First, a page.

Mirabelle plums in low chill

My three Euro plum: Coe’s Golden Drop, Parfum de September and Castleton. They are all two years old . I planted them right on the lawn, not good soil.


Handsome trees. Pretty dusk in a charming Massachusetts neighborhood. :grinning_face_with_smiling_eyes:

Thanks, Matt.

The houses are so close to one another. Not much land to expand. No way to use even a pellet gun to fight off squirrels.

Thanks for sharing your photo, mamuang. Your trees look wonderful, and what a lovely neighborhood you have.

I’m in Northern California (the S.F. Bay Area).

I have a Parfum de Septembre Mirabelle in Santa Cruz (not far from San Jose, but more fog) and I should know in spring how well it fruits. It also has grafts of Mira. de Metz, Mira. de Nancy, as well as “American Mirabelle.” Mira. de Metz grew like crazy. All of them set fruit this spring but then I was away for many months in early summer, including a heat wave, and the tree didn’t get fertilized or much water, so not a good test season.

QUESTION: I hear on this forum that Geneva Mirabelle is sometimes called New York Mirabelle–is that ALSO the same cultivar as American Mirabelle? @mrsg47?


I honestly do not know. I only grow and am familiar with the Euro varieties, sorry :frowning:

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No, these two are different varieties (although one is a seedling of the other).

American Mirabelle
Hedrick: A cross between Mirabelle and Imperial Epineuse, made at the Geneva Station in 1912 and introduced in 1925. Fruit resembles that of the Mirabelles closely in color, but is larger and shows a trace of the Imperial Epineuse shape. Tree is splendid in every way. Flavor is delightfully good and will be appreciated by all lovers of choicely good fruits. Tree large, vigorous, tall, upright-spreading, open, round-topped, very productive, healthy. Fruit ripens during the first half of September, with a fairly long season; small, roundish oval, with a slight neck, halves unequal; skin thick, moderately tough, free from the pulp; color clear golden yellow with occasional russet markings and considerable bloom; flesh deep golden yellow, finely grained, slightly stringy, tender, juicy, sweet, mildly and deliciously aromatic; quality very good; stone semi-clinging, small.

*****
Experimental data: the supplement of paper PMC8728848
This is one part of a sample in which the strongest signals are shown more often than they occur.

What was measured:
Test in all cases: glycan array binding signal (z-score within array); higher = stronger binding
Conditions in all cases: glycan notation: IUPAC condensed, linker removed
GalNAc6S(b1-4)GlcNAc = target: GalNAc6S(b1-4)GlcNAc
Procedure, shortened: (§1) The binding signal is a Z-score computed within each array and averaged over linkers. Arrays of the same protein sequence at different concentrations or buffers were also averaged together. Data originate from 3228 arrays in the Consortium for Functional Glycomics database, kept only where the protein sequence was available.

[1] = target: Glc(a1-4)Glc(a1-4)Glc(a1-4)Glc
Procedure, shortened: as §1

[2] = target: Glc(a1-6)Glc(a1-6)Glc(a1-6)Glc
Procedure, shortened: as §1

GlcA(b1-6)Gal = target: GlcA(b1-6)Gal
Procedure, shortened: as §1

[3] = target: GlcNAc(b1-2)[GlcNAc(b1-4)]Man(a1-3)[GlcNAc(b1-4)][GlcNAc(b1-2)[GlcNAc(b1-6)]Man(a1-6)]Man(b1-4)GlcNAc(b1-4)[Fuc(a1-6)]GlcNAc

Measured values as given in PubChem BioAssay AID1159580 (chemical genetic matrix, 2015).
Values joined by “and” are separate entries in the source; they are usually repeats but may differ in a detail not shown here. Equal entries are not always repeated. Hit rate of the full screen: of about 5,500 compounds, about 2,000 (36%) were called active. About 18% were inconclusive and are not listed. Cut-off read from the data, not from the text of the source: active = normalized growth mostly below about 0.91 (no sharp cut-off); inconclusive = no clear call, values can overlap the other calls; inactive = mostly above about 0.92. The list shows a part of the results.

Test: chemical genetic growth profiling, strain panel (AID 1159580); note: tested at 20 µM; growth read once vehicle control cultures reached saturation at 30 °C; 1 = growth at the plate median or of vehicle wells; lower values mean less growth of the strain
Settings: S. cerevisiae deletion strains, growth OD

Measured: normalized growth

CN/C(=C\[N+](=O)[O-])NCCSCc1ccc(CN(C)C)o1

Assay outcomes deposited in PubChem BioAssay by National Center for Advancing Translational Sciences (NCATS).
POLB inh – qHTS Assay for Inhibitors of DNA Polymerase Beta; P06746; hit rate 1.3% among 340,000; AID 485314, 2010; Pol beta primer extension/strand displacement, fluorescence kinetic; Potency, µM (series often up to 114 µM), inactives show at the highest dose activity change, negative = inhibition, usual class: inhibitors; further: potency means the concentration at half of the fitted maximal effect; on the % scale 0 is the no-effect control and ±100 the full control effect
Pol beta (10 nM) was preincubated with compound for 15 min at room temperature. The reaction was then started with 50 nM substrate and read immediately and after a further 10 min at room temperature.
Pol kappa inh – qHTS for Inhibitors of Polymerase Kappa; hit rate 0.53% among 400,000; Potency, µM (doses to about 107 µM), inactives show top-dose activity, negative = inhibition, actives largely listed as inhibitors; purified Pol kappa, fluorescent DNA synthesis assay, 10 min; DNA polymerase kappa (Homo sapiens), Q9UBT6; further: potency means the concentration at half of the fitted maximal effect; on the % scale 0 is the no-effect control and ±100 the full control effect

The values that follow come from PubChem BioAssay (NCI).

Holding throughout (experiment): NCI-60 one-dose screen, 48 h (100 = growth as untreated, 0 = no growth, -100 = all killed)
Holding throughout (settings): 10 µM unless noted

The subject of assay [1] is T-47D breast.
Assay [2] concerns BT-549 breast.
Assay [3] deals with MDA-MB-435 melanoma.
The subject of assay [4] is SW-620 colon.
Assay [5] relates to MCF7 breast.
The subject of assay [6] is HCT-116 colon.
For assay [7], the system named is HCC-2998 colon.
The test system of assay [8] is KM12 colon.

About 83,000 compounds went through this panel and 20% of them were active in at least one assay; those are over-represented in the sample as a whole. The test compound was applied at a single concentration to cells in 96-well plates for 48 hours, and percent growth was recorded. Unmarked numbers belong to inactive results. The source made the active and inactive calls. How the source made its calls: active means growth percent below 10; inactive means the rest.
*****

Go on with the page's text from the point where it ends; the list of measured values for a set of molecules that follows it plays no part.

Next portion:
Arboreum: One of our most cherished fruit varieties. A hybrid from New York State Experiment station about 1920, between prune and mirabelle. Elongated teardrop-shaped with a long stem, golden with pink highlights, its flavor combining the best qualities of mirabelle and quetsche, but larger than either. Juicy and emphatically a fruit for dessert, not for distilling or kitchen. Mid - late July.

Geneva Mirabelle (a.k.a. Mirabelle 858, New York Mirabelle)
Raintree: Superb tasting, small yellow plum with yellow flesh, red dots on the skin. Incredibly productive. Great for eating fresh, cooking, canning.